NASSAU, BAHAMAS — Bahamas Ambassador to the United States Sidney Collie said yesterday that the United States’ donation of approximately five million Pfizer-BioNTech COVID-19 vaccines to the Caribbean Public Health Agency (CARPHA), from which The Bahamas will receive a tranche of doses, is “imminent”.
The ambassador was unable to confirm the exact number of doses The Bahamas will receive, but said the tranche of Pfizer doses in addition to the doses of AstraZeneca from the US via the COVAX Facility will bode well for Bahamians and the government’s vaccination program.
“When Dr [Delon] Brennen (deputy chief medical officer) and I spoke last week, they were imminent,” Collie told Eyewitness News.
“I stopped following and inquiring because it was a clear understanding from the White House and our embassy that Caribbean nations should now check with CARPHA.”
He continued: “The other 13 million out of the 18 million, that was sent to WHO’s (World Health Organization) COVAX Facility, so that will also be distributed. The Bahamas will also get a second tranche out of that one. There is no timeline on that.”
“I am optimistic based on my direct conversations with my contact and the MSC that, to tell you the truth, that shipment should have gone already…” he added.
Earlier this month, Pfizer announced the US government planned to purchase at not-for-profit price 200 million doses in 2021 and 300 million doses in the first half of 2022 to be donated to approximately 100 low-and lower-middle-income countries, including those in African Union, via the COVAX Facility.
The pharmaceutical firm said the delivery of the 200 million doses was slated to begin in August 2021.
In April, the White House advised the US will share 60 million doses of AstraZeneca.
The Oxford-based vaccine is awaiting approval from the US Food and Drug Administration.
The White House announced in May that it will also share an additional 20 million doses, including Pfizer, Moderna and Johnson and Johnson.
US President Joe Biden has committed to sharing a total of 80 million doses by the end of June.
Around 19 million doses were expected to be shared with the COVAX Facility while six million doses were expected to be shared with Latin American and the Caribbean.
There have been calls for more large-scale vaccine donations.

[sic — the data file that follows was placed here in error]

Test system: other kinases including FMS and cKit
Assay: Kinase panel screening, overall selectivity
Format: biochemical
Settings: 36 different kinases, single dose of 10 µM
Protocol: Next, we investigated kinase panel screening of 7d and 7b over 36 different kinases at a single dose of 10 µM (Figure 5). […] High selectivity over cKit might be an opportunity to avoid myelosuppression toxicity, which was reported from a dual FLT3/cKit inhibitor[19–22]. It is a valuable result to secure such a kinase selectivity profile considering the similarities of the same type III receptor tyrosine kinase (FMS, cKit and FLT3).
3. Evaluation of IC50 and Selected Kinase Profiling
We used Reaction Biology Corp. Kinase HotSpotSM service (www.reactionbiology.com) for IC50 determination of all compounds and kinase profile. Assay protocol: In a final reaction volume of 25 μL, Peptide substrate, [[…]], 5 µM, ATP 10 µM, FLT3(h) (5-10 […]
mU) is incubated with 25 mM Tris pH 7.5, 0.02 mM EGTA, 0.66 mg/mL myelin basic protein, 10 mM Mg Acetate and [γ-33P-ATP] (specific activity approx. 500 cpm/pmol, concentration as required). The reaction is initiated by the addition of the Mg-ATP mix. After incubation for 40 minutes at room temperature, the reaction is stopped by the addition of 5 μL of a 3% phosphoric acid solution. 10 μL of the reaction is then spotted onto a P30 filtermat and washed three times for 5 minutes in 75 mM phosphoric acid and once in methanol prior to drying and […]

UNICEF Regional Director for Latin America and the Caribbean Jean Gough said Sunday that equitable access to COVID-19 vaccines represents the “clearest pathway out of the pandemic for all of us, children included”.
“These donations are important steps in this direction,” he said.
“In the coming weeks and months, further scaling up COVID-19 donations by well-supplied countries, including through large-scale dose sharing to Latin America and the Caribbean, is vital to help end the acute phase of the pandemic.”
On Sunday, the US government donated 1.5 million doses of Moderna COVID-19 vaccines via the COVAX Facility as part of the Biden administration’s commitment to share US vaccine supplies with the world.
Countries in Latin America and the Caribbean have consistently reported some of the highest case counts and deaths around the globe per capita.
Just 11 percent of the population in the Caribbean and Latin America combined have completed their vaccination schedule, with some countries not being able to vaccinate over one percent of their populations.
As of Sunday, just over 91,000 people had been vaccinated in The Bahamas; 58,122 individuals received the first dose while another 32,945 had been fully vaccinated.
The total doses of vaccines administered represent around 22 percent of The Bahamas’ population.
The Bahamas has received just over 87,000 vaccine doses to date, with 20,000 doses being donated by the Indian government.
In March, the US shared over four million doses of AstraZeneca with Canada and Mexico.